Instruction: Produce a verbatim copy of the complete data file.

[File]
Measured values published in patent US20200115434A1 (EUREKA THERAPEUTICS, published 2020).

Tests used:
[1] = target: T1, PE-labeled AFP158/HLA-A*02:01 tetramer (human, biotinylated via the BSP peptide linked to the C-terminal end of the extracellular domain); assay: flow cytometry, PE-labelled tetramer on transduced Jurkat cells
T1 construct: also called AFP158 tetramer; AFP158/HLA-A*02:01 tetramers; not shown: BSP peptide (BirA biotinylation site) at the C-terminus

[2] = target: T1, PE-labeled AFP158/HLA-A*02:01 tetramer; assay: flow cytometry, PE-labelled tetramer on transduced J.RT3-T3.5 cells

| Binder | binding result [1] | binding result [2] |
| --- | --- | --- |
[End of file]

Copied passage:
Measured values published in patent US20200115434A1 (EUREKA THERAPEUTICS, published 2020).

Tests used:
[1] = target: T1, PE-labeled AFP158/HLA-A*02:01 tetramer (human, biotinylated via the BSP peptide linked to the C-terminal end of the extracellular domain); assay: flow cytometry, PE-labelled tetramer on transduced Jurkat cells
T1 construct: also called AFP158 tetramer; AFP158/HLA-A*02:01 tetramers; not shown: BSP peptide (BirA biotinylation site) at the C-terminus

[2] = target: T1, PE-labeled AFP158/HLA-A*02:01 tetramer; assay: flow cytometry, PE-labelled tetramer on transduced J.RT3-T3.5 cells

| Binder | binding result [1] | binding result [2] |
| --- | --- | --- |